Ocwen Financial Corporation (NYSE: OCN), parent company of Liberty Home Equity Solutions, recorded fourth quarter and full year 2018 losses overall, but a continuing point of positivity in the midst of other business difficulties continues to be the company’s reverse mortgage division, according to financial statements released this week. The company also announced the launch of a successful pilot program offering proprietary jumbo reverse mortgages.
Echoing what many companies have been saying in the reverse space concerning the increasing availability of more proprietary products, this could be a path to increased volume, and Ocwen has already begun its efforts to make an impact in the proprietary space, Dondzila noted.
“Proprietary products are becoming more readily available in response to HUD program changes,” said Cathy Dondzila, chief accounting officer and SVP of Ocwen Financial Corporation on a conference call Wednesday announcing the company’s results. “We successfully launched a proprietary jumbo reverse mortgage pilot program in the fourth quarter, and continue to explore other, new products and alternatives to capture more of the market.”
The reverse mortgage business in general also recorded gains as the forward mortgage division recorded losses.
“Our reverse lending business recorded pre-tax income of $8 million as lower interest rates drove favorable valuations,” Dondzila said.
Overall reverse mortgage endorsement volume dropped, but the company illustrated that volume declines were well in-line with larger Home Equity Conversion Mortgage (HECM) program activity and that the volume decline is not unique to Ocwen’s own operations.
“Funded loan volume continued to decline under industry trends for originations under the available HUD programs. HUD endorsements, a measure of market volume, continued to decline, and were 18 percent lower than in the third quarter,” Dondzila said.
The business is also looking to enhance its efficiencies through product automation and cost controls in sales and marketing to respond to these new market realities, Dondzila shared.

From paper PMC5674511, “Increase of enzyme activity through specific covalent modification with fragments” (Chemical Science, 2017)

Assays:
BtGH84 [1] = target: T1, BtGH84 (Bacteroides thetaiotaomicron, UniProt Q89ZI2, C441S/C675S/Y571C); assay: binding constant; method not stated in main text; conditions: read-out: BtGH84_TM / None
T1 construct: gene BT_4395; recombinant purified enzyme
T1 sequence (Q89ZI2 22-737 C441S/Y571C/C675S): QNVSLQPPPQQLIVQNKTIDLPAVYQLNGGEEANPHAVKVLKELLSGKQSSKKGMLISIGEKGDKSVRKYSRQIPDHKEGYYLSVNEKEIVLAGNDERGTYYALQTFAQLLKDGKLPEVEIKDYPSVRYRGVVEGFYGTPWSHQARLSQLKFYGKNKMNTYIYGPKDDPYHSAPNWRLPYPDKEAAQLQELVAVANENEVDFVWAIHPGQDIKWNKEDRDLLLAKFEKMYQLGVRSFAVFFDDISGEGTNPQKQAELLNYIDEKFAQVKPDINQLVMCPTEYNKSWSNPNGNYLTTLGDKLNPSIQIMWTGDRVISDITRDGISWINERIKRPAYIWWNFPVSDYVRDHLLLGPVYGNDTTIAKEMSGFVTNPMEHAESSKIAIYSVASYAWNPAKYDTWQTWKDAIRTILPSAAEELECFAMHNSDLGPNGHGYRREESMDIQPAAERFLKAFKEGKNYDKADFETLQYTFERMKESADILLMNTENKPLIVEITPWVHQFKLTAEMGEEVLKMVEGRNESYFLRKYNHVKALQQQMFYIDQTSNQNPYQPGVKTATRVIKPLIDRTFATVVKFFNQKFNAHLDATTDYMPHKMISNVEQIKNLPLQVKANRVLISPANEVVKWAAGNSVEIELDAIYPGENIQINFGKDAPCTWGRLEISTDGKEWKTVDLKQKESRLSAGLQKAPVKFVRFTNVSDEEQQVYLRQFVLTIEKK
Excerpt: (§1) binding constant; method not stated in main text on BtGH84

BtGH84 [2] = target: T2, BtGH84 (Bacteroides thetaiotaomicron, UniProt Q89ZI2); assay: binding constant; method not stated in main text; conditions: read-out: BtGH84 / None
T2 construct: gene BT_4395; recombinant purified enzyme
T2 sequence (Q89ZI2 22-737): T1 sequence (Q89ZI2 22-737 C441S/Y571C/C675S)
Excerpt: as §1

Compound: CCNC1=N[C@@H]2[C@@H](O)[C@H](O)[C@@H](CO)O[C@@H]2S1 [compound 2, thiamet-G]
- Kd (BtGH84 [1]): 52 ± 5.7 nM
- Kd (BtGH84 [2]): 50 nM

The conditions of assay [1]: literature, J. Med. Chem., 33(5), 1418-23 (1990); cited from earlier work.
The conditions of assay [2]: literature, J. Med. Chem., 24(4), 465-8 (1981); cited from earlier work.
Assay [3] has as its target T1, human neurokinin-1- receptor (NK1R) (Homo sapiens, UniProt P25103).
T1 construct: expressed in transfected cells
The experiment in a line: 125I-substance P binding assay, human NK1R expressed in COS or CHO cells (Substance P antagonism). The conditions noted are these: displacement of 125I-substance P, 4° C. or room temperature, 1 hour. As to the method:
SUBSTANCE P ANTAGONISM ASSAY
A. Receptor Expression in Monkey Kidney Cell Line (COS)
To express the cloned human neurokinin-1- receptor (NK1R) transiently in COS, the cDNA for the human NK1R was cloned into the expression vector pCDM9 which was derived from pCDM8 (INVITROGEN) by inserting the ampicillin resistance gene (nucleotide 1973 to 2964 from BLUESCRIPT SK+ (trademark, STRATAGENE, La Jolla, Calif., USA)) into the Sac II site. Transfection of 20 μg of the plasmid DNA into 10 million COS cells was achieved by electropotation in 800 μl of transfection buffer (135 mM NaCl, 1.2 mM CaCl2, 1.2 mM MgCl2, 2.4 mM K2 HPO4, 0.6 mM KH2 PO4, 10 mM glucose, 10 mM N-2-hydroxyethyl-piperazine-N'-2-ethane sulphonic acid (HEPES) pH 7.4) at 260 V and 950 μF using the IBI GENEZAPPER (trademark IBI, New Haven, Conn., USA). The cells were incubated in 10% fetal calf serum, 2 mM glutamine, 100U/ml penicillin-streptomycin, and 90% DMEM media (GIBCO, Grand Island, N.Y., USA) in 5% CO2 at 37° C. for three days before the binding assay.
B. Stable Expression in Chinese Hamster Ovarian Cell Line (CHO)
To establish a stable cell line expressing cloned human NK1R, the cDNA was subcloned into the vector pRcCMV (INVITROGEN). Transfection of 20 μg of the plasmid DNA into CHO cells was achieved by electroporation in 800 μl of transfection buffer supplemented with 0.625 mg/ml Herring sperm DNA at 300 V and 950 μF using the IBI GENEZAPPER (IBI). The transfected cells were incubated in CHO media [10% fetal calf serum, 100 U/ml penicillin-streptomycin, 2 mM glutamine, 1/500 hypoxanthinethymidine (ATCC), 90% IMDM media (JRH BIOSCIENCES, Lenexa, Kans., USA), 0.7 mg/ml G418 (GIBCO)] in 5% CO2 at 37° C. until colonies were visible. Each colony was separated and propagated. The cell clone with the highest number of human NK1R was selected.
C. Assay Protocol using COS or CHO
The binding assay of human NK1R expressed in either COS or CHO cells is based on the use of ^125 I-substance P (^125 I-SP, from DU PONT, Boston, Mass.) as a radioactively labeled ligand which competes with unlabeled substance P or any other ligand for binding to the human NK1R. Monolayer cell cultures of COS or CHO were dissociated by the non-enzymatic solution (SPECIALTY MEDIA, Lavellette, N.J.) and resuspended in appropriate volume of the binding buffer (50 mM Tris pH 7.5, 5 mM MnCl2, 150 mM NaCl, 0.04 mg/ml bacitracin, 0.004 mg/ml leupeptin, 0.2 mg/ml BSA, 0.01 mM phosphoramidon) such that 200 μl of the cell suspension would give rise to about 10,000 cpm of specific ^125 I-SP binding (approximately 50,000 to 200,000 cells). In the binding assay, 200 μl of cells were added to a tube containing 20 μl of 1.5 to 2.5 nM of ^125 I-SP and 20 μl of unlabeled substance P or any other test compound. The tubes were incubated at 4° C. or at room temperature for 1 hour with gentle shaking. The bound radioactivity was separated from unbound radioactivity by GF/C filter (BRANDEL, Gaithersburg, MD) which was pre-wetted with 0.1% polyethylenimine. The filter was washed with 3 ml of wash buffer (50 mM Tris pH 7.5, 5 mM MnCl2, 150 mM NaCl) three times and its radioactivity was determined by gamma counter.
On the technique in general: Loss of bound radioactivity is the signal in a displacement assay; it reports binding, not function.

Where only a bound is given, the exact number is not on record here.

While some of the company’s losses were mitigated due to its October acquisition of mortgage company PHH Corporation, looking at the figures without incorporating the PHH deal’s effects on earnings showed that the reverse mortgage division of the company performed positively in relation to other areas of the company’s portfolio.
“Excluding PHH revenue, the $7 million decline in servicing revenue due to continued portfolio run-off was offset by the $9 million favorable valuation impacts from our reverse mortgage portfolios due to lower interest rates in the fourth quarter,” said Dondzila.
The incorporation of PHH into Ocwen’s operations is part of a wider reorganization and cost reduction strategy designed to return Ocwen to overall profitability in the next 12-15 months, according to company CEO Glen Messina. Ocwen plans to shed 2,100 jobs total, while also reducing its U.S.-based business footprint from 10 locations to four.
Liberty currently sits in fifth place on Reverse Market Insight’s list of top Federal Housing Administration-approved lenders, with 2,069 HECMs having been originated during the 12 months ended in January. An analyst asked Messina if he believes the servicing business is profitable today when not considering other activities.
“On a direct cost basis, that is correct, yes,” Messina said.
After the release of its financial results, Ocwen’s stock was up 14 percent in late day trading.